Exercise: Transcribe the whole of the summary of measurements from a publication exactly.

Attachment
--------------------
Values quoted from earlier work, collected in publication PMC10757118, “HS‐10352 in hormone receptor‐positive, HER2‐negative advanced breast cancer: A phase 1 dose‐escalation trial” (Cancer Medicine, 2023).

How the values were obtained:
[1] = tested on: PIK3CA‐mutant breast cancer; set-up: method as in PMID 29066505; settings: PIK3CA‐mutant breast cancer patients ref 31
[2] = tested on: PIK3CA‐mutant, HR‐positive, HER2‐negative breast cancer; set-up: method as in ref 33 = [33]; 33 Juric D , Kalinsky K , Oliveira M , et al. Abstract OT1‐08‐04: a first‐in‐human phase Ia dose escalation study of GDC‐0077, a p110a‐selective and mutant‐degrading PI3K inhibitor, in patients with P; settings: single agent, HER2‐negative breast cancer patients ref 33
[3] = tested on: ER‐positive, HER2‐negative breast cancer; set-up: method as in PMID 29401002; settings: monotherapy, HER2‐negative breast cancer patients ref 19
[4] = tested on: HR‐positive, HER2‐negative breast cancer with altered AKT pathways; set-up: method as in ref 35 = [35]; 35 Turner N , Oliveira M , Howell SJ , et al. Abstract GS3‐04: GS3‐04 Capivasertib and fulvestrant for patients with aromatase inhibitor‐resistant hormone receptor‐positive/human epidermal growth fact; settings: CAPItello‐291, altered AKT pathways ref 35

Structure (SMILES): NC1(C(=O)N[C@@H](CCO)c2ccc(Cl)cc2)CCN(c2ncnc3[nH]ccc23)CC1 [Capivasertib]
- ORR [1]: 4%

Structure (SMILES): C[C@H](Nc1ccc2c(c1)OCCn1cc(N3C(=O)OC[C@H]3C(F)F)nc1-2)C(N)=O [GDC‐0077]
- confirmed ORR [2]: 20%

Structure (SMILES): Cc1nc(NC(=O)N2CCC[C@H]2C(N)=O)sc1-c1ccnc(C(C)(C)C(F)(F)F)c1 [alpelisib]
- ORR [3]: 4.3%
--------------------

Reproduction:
Values quoted from earlier work, collected in publication PMC10757118, “HS‐10352 in hormone receptor‐positive, HER2‐negative advanced breast cancer: A phase 1 dose‐escalation trial” (Cancer Medicine, 2023).

How the values were obtained:
[1] = tested on: PIK3CA‐mutant breast cancer; set-up: method as in PMID 29066505; settings: PIK3CA‐mutant breast cancer patients ref 31
[2] = tested on: PIK3CA‐mutant, HR‐positive, HER2‐negative breast cancer; set-up: method as in ref 33 = [33]; 33 Juric D , Kalinsky K , Oliveira M , et al. Abstract OT1‐08‐04: a first‐in‐human phase Ia dose escalation study of GDC‐0077, a p110a‐selective and mutant‐degrading PI3K inhibitor, in patients with P; settings: single agent, HER2‐negative breast cancer patients ref 33
[3] = tested on: ER‐positive, HER2‐negative breast cancer; set-up: method as in PMID 29401002; settings: monotherapy, HER2‐negative breast cancer patients ref 19
[4] = tested on: HR‐positive, HER2‐negative breast cancer with altered AKT pathways; set-up: method as in ref 35 = [35]; 35 Turner N , Oliveira M , Howell SJ , et al. Abstract GS3‐04: GS3‐04 Capivasertib and fulvestrant for patients with aromatase inhibitor‐resistant hormone receptor‐positive/human epidermal growth fact; settings: CAPItello‐291, altered AKT pathways ref 35

Structure (SMILES): NC1(C(=O)N[C@@H](CCO)c2ccc(Cl)cc2)CCN(c2ncnc3[nH]ccc23)CC1 [Capivasertib]
- ORR [1]: 4%

Structure (SMILES): C[C@H](Nc1ccc2c(c1)OCCn1cc(N3C(=O)OC[C@H]3C(F)F)nc1-2)C(N)=O [GDC‐0077]
- confirmed ORR [2]: 20%

Structure (SMILES): Cc1nc(NC(=O)N2CCC[C@H]2C(N)=O)sc1-c1ccnc(C(C)(C)C(F)(F)F)c1 [alpelisib]
- ORR [3]: 4.3%